When I think one of these throws in imminent, I make sure I re-frame to include plenty of sky. This way I can capture the entire action at its peak – I’ve been burned too often with a great head throw, but half the top of the head getting clipped out of frame.

Whenever I’m out doing bird photography, I look for clean portrait opportunities. But when I get one with an American White Pelican, I feel extra lucky.

Palo Alto Baylands

While I usually don’t make location specific posts about birding, I did want to call out Palo Alto Baylands as one of the San Francisco Bay Area’s great birding spots. Located in Palo Alto right along the bay, it provides the birder with a variety of species, from water birds to song birds to raptors – there is always something interesting to see here. It even holds one of the best viewing areas for the elusive (and endangered) clapper rail. Here are a few photos of what I found there on a recent morning.

A song sparrow perches on wild fennel in the morning sun
A song sparrow perches on wild fennel in the morning sun

Song sparrows are one of three most common sparrow (along with white and golden-crowned) species seen at Baylands. The ubiquity of the house sparrow in the suburbs gives way to the song sparrow this close to the water. With common birds such as this, I try to create photos that go beyond just showing the bird, but also show some behavior or interesting background. In this photo, I liked the way the sparrow is tilting downward (he was eating from the wild fennel) – it creates more of an action pose.

A white-tail kite perches on a large branch
A white-tail kite perches on a large branch

Baylands has the occasional visit from a bird of prey. Kites are seen anywhere from the water up into the foothills, hunting large, open spaces. Other birds of prey I’ve seen include fly-overs by osprey, red-tailed and red-shouldered hawks, and norther harriers.

A female yellow warbler pauses briefly on wild fennel in the morning sun
A female yellow warbler pauses briefly on wild fennel in the morning sun

The smaller passerines get me excited because they are much harder to photograph than water birds or sparrows. The are small, fast, and rarely stay in one place for more than a few seconds. The most common warbler here is the yellow-rumped, but orange-crowned and yellow warblers are not uncommon. There are many many others, from chestnut-backed chickadees to bushtits – all of them equally hard to photograph. I loved the tonality of this image – the yellow on yellow really works here, blending the bird into her background.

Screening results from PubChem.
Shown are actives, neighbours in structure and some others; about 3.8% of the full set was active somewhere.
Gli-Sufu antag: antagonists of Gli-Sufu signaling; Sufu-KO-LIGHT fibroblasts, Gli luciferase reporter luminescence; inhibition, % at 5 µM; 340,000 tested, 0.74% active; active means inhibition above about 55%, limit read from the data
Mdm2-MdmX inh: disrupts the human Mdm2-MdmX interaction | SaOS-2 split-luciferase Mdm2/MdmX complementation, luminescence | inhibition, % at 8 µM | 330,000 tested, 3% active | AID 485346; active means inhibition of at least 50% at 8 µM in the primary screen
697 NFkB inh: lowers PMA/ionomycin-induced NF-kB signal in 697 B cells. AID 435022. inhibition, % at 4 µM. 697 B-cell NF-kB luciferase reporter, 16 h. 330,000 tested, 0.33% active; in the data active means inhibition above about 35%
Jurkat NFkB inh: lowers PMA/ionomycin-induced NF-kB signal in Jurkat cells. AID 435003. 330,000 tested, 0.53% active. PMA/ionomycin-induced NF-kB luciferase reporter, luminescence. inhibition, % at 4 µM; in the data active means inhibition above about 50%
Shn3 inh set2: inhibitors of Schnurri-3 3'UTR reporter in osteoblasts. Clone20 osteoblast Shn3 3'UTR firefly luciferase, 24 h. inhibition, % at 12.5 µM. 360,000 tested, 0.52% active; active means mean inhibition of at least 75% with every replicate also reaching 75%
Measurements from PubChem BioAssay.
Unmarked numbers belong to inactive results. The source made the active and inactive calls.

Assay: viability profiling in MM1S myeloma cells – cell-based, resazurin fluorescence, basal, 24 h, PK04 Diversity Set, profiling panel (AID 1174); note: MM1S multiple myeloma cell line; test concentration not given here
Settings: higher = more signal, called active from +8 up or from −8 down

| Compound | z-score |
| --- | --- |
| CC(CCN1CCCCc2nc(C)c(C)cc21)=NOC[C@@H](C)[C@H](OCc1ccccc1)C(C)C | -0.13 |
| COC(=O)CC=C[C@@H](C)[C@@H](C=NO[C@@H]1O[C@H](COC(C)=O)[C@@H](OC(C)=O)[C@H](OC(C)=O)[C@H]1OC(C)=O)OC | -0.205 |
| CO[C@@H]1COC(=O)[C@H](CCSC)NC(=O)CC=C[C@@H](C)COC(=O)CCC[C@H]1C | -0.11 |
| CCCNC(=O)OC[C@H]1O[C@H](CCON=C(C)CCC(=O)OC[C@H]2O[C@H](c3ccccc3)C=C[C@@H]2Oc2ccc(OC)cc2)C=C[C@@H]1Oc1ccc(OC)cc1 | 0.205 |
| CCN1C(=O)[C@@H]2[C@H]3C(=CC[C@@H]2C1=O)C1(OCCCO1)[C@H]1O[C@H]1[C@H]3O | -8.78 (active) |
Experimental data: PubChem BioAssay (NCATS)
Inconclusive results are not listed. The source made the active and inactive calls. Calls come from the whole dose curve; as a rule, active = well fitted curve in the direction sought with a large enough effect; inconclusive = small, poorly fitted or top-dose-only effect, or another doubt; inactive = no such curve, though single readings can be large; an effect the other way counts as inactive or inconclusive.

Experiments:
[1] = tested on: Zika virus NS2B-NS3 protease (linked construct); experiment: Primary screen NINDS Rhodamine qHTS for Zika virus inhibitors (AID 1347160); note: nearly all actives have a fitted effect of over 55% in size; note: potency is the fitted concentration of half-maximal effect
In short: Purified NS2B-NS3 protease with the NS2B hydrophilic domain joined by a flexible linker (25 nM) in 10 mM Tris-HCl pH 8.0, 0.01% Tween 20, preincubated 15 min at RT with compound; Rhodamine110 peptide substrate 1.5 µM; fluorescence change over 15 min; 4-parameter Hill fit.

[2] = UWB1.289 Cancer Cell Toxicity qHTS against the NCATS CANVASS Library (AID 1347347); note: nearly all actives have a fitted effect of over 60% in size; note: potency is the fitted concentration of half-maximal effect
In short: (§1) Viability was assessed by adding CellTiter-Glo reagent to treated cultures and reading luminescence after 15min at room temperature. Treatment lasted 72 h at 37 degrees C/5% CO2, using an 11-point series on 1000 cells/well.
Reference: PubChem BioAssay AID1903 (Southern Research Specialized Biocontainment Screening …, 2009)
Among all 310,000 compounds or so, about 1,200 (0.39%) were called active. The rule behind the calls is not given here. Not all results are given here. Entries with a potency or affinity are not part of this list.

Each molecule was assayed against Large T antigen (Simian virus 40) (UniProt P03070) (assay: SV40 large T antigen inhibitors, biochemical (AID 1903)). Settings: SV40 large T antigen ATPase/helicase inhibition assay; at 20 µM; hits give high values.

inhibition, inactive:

A domestic goose swims through still water reflecting fall color foliage
A domestic goose swims through still water reflecting fall color foliage

Palo Alto Baylands also has a man-made pond that attracts a wide variety of migrating ducks throughout the year. There are also quite a few year-round residents, including this domestic goose. Most of the resident ducks here are cross breeds of domestic ducks and mallards. But this pond is also a great opportunity to see migrants up close, including ruddy ducks, greater and lesser scaup, northern shovelers, american wigeons, and a variety of teals.

An american avocet stands in shallow water, catching the first rays of morning sun
An american avocet stands in shallow water, catching the first rays of morning sun

Finally there are the water birds. Habitat here includes plenty of tidal wetlands, so these species abound. All the usual suspects can be seen here, and there are good viewing angles in morning and evening. In this photo, the earliest morning light is lighting the feathers of this american avocet. In spring, there is a popular nesting area for avocets and black-necked stilts. Photographers line up to capture cute photos of hatchlings venturing for the first time out into the mud flats.

For birders there is always lots to see at Palo Alto Baylands. If you live near or are visiting the San Francisco Bay Area, be sure to put this on your list of bird spots to visit.

2014 Round-up – Top 40 Photos Of The Year

After a bit of thought, I have compiled my top 40 picks from the last 12 months. I selected from a variety of outings and types of photography, ranging from landscape, to wildlife, to pet photography. Unfortunately, 2014 was not the year I caught up on my backlog of photos waiting to be processed, so this list was not selected from all of my 2014 photographs (you’ll have to wait till next year’s round-up for those!)

This year included a fantastic fall color photo trip to the San Juan mountains in Colorado, as well as visits to the Sierra Nevada and of course many bird photographs, including some previously unpublished.

Please enjoy the gallery below. For best viewing (especially if viewing on a mobile device), please click on the following photo:

Gem lies on the floor, fast asleep
Gem lies on the floor, fast asleep

Or, just enjoy the gallery here on the page. To view larger photos in the embedded gallery below, click here to enter full screen mode.


If you are interested in compilations from previous years, please see the 2010, 2011, 2012, and 2013 lists.